The first step in this process is the development of the deep abdominal and pelvic musculature. This is done by mastering the abdominal brace. The abdominal brace differs from the traditional abdominal training that encourages "abdominal hollowing" a.k.a. the "draw in" maneuver. With the "draw in" maneuver we are told to pull or draw our belly buttons towards our spines. Research has shown that drawing in actually lessens abdominal activation and decreases lumbar - pelvic- hip stability. The abdominal brace is an isometric contraction of the abdominal muscles meaning the abs are neither pulled in nor pushed out. This maneuver should be the first step of every exercise as it is the foundation of lumbar, pelvic, and hip stabilization. The following exercise will allow you to master this movement and re-educate the lower abdominal wall and allow the deep pelvic stabilizers to fire efficiently.

Abdominal Brace

? Lay in a supine position (on your back) with knees bent and feet flat on the floor.

? Brace your abdominals by tightening abdominals as if you were going to take a punch in the gut.

? Return to a relaxed position and repeat.


? Control Movement is the key. While performing these exercises pay strict attention to NOT allow the use of the legs (hip flexors and /or gluteals) while contracting the abdominals. The only muscles contracting are the abdominal wall; place your hands on the belly button to feel this isolated contraction

? There should be no tension in your neck or shoulders.

Don't limit the abdominal brace to exercise. Practicing the brace with all activity (sitting, walking, driving, golfing, etc) will help you develop the endurance your abdominals need to maintain a strong base of support as well as a healthy back.

A study presented by researchers at the American College of Sports Medicine's 51st annual meeting showed that golfers who possess strong hip muscles have lower handicaps and longer driving distances than those with weak hip muscles. This makes sense since muscles of the hip and pelvis play a major role in stabilizing the trunk and transferring forces from the lower body through the upper body and arms during the golf swing. The ability of the hip extensors (gluteals and hamstrings) and lumbar extensors to fire in concert also allows the body to react to and counteract the rapid rotational forces of the golf swing. The problem here, as we have already discussed, is many golfers have inhibited hip extensors and tight and dominant lumbar flexors. Under the best of circumstances our spines were not designed to swing a golf club. Now we compound the issue repeatedly forcing our spinal muscles to do the job of our hip extensors to power through the swing. Spinal extensor muscles don't have the size or strength to do this, hence the tremendous incidence of over use injury and lower back pain among golfers. So, what we need to do is quite down our lumbar extensors to allow the hip extensors to do their job.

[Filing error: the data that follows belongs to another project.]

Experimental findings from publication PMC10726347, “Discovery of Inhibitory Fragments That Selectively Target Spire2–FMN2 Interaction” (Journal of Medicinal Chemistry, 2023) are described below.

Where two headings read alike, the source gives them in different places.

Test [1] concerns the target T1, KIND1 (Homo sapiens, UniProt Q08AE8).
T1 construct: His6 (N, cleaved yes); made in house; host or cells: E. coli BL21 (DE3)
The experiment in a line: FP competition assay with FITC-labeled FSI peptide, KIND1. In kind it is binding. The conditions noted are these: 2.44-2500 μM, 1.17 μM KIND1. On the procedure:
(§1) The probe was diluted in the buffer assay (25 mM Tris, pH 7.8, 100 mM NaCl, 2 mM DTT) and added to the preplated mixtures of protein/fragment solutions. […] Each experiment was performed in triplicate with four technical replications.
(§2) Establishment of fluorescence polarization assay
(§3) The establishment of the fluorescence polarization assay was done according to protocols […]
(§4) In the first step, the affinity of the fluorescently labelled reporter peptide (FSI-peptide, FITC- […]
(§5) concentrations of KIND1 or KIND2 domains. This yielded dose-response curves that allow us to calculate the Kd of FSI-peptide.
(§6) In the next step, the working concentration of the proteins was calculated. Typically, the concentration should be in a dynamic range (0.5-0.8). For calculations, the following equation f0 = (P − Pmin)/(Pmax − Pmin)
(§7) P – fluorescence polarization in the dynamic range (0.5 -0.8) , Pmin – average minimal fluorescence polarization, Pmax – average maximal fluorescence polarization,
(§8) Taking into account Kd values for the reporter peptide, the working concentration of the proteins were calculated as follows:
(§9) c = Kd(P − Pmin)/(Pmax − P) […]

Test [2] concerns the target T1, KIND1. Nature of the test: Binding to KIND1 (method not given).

The Bird Dog exercise progression effectively helps develop stabilization, coordination and strength of the spine. The key to this type of exercise is learning and then maintaining "neutral" spine. Neutral does not mean straight, it means allowing the natural curves to be present. This is imperative to allow the spine to function properly and movement to occur in a stress free manner. The golf club placed the length of the spine is an excellent cue that allows the golfer to feel the proper spinal positions and make necessary corrections. The club shaft should be in contact with only three points; the base of the head, the center of the back and the middle of the pelvis. Concave spaces should be seen at the neck and lower back.